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Promoters of cerebral small vessel integrity for cognitive disorder prevention

Shaaban, C. Elizabeth (2018) Promoters of cerebral small vessel integrity for cognitive disorder prevention. Doctoral Dissertation, University of Pittsburgh. (Unpublished)

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The unique metabolic demands of the brain point to the critical nature of cerebral small vessel integrity for overall brain and cognitive health. Given the lack of any disease-modifying treatments, new avenues for Alzheimer’s disease (AD) prevention and treatment are urgently needed. This dissertation takes a population neuroscience approach to examine potential promoters of cerebral small vessel integrity for cognitive disorder prevention.
Existing methods of evaluating cerebral small vessel integrity focus on neuroimaging markers distal to small vessel disease and fail to evaluate the vessels themselves. To address this limitation, I developed a method using 7T susceptibility-weighted imaging (SWI) magnetic resonance imaging (MRI) for direct small vein measurement in older adults; I examined associations with potential small vessel integrity promoters cross-sectionally and found that the APOE*4 allele was associated with small vein tortuosity. In my second paper, a randomized controlled trial, I found that increasing physical activity and brain-derived neurotrophic factor late in life may improve cerebral small vein health profiles as measured by 7T SWI.
In an era when multimorbidity is common among older adults, interactions involving vascular and cardiometabolic risk factors (VCMRF) are critical to evaluate in order to effectively target preventions and treatments—the promise of precision medicine. I evaluated associations of interactions of interest with incident dementia and cognitive impairment in a large population-based cohort with 10 years of follow-up. I found that the risk of all-cause dementia conferred by stroke was even greater among those with congestive heart failure; the beneficial effects of alcohol consumption on overall cognitive performance varied by stroke history; and in exploratory results, the detrimental effect of age on AD dementia risk was lower among those who walked more. Taken together, my findings point to physical activity and VCMRF reduction as potential strategies to promote cerebral small vessel integrity for cognitive disorder prevention and suggest that growth factors such as brain-derived neurotrophic factor should be evaluated further. These strategies for prevention could reduce late-life cognitive disorder prevalence as well as attendant disability and costs, goals of great public health significance.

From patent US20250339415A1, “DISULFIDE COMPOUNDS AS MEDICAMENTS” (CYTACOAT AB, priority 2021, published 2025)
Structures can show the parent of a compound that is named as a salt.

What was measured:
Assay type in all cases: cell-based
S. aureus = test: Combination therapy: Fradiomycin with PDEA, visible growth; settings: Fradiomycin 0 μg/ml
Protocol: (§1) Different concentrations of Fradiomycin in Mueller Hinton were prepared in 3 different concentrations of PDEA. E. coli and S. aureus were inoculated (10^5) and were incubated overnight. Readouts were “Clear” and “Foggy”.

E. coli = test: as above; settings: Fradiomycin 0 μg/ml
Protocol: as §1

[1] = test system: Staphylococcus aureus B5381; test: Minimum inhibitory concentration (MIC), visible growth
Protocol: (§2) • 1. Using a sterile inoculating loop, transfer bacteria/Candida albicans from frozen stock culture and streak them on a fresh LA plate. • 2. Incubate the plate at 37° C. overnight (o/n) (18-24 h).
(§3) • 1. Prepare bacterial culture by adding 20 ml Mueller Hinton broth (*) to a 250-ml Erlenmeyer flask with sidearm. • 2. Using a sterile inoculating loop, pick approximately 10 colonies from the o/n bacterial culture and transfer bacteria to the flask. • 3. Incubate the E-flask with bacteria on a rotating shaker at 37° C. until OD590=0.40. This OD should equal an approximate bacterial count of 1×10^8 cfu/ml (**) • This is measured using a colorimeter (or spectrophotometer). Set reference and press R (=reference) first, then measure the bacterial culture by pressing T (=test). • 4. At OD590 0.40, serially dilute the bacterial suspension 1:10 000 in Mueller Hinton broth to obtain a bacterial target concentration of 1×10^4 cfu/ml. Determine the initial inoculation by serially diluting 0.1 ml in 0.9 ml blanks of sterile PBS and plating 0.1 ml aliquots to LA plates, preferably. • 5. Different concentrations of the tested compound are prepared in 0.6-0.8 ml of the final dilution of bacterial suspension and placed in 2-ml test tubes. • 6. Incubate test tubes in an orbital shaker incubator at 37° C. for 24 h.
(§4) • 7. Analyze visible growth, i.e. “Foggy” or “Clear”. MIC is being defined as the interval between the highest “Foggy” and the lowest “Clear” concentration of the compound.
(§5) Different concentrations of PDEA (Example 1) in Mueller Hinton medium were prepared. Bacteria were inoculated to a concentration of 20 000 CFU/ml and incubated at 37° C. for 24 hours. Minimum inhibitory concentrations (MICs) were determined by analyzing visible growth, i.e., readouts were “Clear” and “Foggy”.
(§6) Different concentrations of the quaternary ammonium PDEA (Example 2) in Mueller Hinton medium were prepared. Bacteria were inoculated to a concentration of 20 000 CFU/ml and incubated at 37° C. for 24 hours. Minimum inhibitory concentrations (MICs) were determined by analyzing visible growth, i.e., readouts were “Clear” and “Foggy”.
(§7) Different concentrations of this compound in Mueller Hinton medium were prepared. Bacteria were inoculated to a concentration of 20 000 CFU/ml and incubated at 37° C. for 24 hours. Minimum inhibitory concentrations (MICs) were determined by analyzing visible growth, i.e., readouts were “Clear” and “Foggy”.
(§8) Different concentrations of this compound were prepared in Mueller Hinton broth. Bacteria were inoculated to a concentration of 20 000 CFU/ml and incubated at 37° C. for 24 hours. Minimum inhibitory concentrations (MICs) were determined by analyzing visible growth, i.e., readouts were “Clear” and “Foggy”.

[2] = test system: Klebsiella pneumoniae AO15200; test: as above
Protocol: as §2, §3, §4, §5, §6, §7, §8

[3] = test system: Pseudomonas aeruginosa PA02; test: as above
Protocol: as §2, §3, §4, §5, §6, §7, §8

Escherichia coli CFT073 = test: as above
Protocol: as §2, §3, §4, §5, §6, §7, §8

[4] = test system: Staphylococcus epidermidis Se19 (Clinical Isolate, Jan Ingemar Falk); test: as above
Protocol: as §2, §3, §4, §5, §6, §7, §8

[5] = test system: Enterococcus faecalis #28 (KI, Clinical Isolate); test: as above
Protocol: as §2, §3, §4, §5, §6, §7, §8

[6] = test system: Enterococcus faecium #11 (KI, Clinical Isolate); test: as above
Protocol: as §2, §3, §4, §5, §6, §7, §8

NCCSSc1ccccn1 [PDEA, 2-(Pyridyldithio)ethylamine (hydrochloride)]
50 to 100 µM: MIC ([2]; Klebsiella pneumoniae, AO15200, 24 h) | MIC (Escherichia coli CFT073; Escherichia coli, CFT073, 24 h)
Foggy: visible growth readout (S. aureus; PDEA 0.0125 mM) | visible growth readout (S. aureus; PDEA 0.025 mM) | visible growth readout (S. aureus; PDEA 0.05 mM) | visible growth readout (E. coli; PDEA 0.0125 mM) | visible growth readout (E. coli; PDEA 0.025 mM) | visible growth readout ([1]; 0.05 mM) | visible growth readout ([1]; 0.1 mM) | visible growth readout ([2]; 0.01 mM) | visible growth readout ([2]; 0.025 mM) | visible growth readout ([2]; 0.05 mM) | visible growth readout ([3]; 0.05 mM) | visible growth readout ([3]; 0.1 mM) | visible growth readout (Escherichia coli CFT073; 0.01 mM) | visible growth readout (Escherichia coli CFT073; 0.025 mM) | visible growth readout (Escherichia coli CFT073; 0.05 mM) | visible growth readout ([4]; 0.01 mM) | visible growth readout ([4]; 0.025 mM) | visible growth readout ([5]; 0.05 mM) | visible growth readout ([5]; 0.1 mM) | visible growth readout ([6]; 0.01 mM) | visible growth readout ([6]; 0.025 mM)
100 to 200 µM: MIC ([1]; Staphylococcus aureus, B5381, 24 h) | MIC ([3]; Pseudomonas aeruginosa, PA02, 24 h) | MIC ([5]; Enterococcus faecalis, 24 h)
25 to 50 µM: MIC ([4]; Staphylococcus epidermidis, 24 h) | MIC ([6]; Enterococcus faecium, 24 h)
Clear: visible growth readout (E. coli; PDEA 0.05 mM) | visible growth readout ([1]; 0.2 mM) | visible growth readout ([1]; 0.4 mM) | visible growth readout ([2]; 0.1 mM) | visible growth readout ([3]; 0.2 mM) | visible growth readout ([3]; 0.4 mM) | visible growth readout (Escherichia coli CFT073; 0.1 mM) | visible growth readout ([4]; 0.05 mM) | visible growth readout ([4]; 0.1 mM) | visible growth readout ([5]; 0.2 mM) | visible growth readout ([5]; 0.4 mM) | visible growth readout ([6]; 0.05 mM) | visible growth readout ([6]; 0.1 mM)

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Item Type: University of Pittsburgh ETD
Status: Unpublished
CreatorsEmailPitt UsernameORCID
Shaaban, C. ElizabethBeth.Shaaban@pitt.educesst520000-0002-3016-1951
ETD Committee:
TitleMemberEmail AddressPitt UsernameORCID
Committee ChairRosano,
Committee MemberAizenstein,
Committee MemberChang, Chung-Chou (Joyce)
Committee MemberErickson,
Committee MemberGanguli,
Committee Memberde Vallejo, Abbe
Date: 28 June 2018
Date Type: Publication
Defense Date: 20 April 2018
Approval Date: 28 June 2018
Submission Date: 3 April 2018
Access Restriction: 1 year -- Restrict access to University of Pittsburgh for a period of 1 year.
Number of Pages: 200
Institution: University of Pittsburgh
Schools and Programs: School of Public Health > Epidemiology
Degree: PhD - Doctor of Philosophy
Thesis Type: Doctoral Dissertation
Refereed: Yes
Uncontrolled Keywords: aging, Alzheimer's disease, cerebral small vessel disease, neuroimaging, population neuroscience, susceptibility-weighted imaging, ultra-high field MRI, vascular contributions to cognitive disorders and dementia
Date Deposited: 28 Jun 2018 20:41
Last Modified: 28 Jun 2019 05:15


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